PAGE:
Writers & Translators

Writers & Translators
  • Author, Russian
    Maxim Amelin is a poet, critic, editor, and translator who received the 2013 Solzhenitsyn Prize for his contributions to Russian literature. The author of three books of poetry and a collection of prose and poems, Bent Speech (2011), he is the editor-in-chief at OGI publishing.
  • Author, Hebrew
    Yehuda Amichai (1924–2000) is recognized as one of Israel’s finest poets. His poems have been translated into forty languages.
  • Translator, Arabic
    Omnia Amin was born in Cairo, Egypt. After earning her doctorate in Modern English Literature and Feminist Theory at the University of London, she transitioned to her current role as Associate Professor at the College of Arts & Sciences at Zayed University in Dubai. (Photo credit: Zayed University)
  • Translator, Spanish
    Born in Galicia, Spain, Gabriel Amor has lived in New York since the age of five. He writes in English and Spanish, and occasionally crafts “translingual” poetry using both languages. Amor has published translations of works by several Latin American writers, and he received a 2016 PEN/Heim Translation Fund for Juana I by Ana Arzoumanian. He was also a producer on the Emmy-nominated documentary The Woman Who Wasn’t There.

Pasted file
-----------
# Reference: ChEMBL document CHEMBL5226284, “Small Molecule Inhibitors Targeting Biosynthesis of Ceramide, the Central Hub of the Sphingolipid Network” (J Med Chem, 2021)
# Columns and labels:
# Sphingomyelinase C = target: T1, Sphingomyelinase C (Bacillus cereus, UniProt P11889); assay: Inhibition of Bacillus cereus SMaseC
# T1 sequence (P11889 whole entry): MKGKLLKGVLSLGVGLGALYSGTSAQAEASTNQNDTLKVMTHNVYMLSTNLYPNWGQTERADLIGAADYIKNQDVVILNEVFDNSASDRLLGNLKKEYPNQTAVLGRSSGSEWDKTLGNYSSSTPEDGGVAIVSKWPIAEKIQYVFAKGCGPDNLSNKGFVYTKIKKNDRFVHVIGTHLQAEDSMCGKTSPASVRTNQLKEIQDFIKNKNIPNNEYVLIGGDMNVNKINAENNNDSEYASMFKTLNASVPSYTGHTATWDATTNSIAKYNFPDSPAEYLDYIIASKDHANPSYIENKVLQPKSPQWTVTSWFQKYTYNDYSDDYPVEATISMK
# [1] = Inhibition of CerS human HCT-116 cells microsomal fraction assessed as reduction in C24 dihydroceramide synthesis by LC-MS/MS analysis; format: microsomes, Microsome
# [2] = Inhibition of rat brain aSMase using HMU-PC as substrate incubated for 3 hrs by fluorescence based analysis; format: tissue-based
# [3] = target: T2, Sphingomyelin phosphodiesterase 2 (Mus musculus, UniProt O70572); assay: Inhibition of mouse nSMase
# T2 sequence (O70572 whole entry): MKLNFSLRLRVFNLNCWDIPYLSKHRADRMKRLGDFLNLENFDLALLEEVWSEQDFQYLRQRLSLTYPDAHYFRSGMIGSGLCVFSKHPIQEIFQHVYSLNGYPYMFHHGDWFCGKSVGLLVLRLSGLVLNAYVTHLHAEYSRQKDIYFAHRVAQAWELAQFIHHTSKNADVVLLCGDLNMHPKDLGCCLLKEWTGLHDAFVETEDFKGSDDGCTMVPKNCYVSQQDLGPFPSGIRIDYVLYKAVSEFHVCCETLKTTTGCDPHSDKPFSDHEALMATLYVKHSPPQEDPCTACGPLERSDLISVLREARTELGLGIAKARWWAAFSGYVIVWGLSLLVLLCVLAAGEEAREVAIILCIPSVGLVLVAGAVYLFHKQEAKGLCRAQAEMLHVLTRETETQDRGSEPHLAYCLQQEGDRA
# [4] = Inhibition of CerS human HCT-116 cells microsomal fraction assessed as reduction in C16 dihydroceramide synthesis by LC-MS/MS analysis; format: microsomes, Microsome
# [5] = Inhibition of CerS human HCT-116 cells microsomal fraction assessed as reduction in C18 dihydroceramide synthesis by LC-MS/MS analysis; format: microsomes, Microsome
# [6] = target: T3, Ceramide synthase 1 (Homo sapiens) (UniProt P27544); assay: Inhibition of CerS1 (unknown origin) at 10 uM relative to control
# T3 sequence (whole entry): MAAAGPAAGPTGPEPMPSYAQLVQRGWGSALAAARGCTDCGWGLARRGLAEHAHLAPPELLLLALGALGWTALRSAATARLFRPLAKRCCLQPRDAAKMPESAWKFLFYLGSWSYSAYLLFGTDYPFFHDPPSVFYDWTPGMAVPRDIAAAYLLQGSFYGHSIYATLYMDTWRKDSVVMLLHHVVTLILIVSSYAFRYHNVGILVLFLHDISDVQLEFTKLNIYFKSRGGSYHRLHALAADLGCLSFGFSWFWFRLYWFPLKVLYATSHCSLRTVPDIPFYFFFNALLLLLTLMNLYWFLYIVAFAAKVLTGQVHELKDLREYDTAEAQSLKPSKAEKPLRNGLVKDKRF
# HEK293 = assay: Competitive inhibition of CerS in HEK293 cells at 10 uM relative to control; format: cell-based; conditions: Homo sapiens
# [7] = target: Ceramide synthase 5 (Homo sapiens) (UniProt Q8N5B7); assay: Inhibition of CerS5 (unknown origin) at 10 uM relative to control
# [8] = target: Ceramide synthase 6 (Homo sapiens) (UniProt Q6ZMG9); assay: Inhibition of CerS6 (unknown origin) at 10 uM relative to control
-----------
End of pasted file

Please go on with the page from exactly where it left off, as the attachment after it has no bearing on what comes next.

• Author, Spanish
    Roberto Ampuero is a Chilean author, columnist, and a university professor. His first novel, ¿Quién mató a Kristián Kustermann?, was published in 1993 and in it he introduced his private eye, Cayetano Brulé, winning the Revista del Libro prize of El Mercurio. Since then the detective has appeared in five novels. In addition he has published an autobiographical novel about his years in Cuba, titled Nuestros Años Verde Olivo (1999), and the novels Los Amantes de Estocolmo (Book of the Year in Chile, 2003, and the bestseller of the year in Chile) and Pasiones Griegas (chosen as the Best Spanish Novel in China, 2006). His novels have been published in Latin America and Spain, and have been translated into German, French, Italian, Chinese, Swedish, Portuguese, Greek, Croatian, and English.
  • Author, Russian
    Aleksandr Anashevich (born in 1972) was born in and still lives in the city of Voronezh in central Russia, where he works as a newspaper editor. He has been recognized as one of the most important poetic voices to emerge in Russia since the collapse of the Soviet Union. He has been shortlisted for the prestigious Andrei Bely Prize, and his poems and plays have appeared in RISK, Cacilon, Matin zhurnal, and other literary periodicals.
  • Author, Turkish